What new challenges have you taken on since being diagnosed with breast cancer? What have you had to deal with after losing your breasts to cancer, or finding out that you are a BRCA gene carrier? I was inspired to write this blog based on an article seen on social media from Living Beyond Breast Cancer. I include my BRCA friends in this post because I advocate for all choices of breast reconstruction and we have all had the perspective of experiencing some difficult decisions regarding our health. Events in life, good or bad, change us. They catapult us into decisions that we likely would not have come to based on the event. Being diagnosed with cancer for the second time in 2014, facing a mastectomy and then delayed DIEP flap reconstruction later that year, reset my compass.
A Side Trip on my Journey
Many have asked me why I focus on the word “journey” in my writing. Life is a journey, to me, with or without cancer and reconstruction. Cancer and breast reconstruction have been just a side trip on that journey. The seas have been rough at times and difficult to navigate but it has also given me so much more than I could have ever imagined. This is how it changed me and how I am “truly living”.
My mastectomy was in May of 2014 after my second occurrence of breast cancer. I had my consultation with my plastic surgeon in October to determine if I was a good candidate for delayed DIEP flap surgery to reconstruct my breasts using my own tissue. I was indeed a candidate even though the optimal procedure was to have immediate reconstruction. I was so pleased with that group that I chose Dr. Minas Chrysopoulo at PRMA to do my DIEP flap surgery. Soon after that I was asked by the patient liaison, Courtney, to join a volunteer advocacy group of ladies who had been through reconstruction due to breast cancer and to talk to other women about what the experience was like. After my phase one surgery in December of 2014 I began my outreach and advocacy. I received more names, more emails and more requests to speak to women wanting to know what it was like to go through DIEP flap surgery and how to find the most qualified surgeon.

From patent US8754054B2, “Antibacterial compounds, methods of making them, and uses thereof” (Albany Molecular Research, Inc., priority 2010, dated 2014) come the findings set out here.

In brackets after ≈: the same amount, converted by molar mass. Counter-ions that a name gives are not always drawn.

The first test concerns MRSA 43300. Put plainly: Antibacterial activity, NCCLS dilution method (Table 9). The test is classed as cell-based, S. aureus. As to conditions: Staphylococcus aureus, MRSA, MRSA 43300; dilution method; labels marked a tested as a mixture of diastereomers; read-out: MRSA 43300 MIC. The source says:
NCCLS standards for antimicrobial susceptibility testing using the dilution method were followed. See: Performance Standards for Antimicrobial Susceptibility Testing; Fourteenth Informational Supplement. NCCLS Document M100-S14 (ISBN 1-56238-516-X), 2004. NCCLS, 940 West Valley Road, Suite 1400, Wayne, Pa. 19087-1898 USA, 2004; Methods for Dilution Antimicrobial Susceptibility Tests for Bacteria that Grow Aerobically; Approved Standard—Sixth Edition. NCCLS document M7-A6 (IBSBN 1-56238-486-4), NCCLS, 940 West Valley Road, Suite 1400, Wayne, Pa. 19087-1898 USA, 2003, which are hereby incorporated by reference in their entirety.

Breast Reconstruction Education, Outreach, Advocacy
I have been an educator all my life and this work just felt so natural to me; education, outreach, advocacy and helping others during difficult decision making processes, all responsibilities I had and enjoyed during my teaching career. Two key points kept nagging at me in my mind. First of all, unlike my own experience, I knew not every woman was being told about their breast reconstruction options at the time they were diagnosed and facing a mastectomy. Secondly, I started brain-storming about how I could reach a wider audience of individuals faced with making the same decision that I had to about their own health.
Besides educating, I love putting pen to paper or in this case, fingers to keyboard. I have always loved the writing process as a way of communication. The ability to make my story personal, heartfelt, and at the same time evidence-based to inform others is now the result of my new challenge after breast cancer. I am a writer, blogger, educator and advocate after being reconstructed due to a second diagnosis of breast cancer. I have regained and re-invented my purposeful life.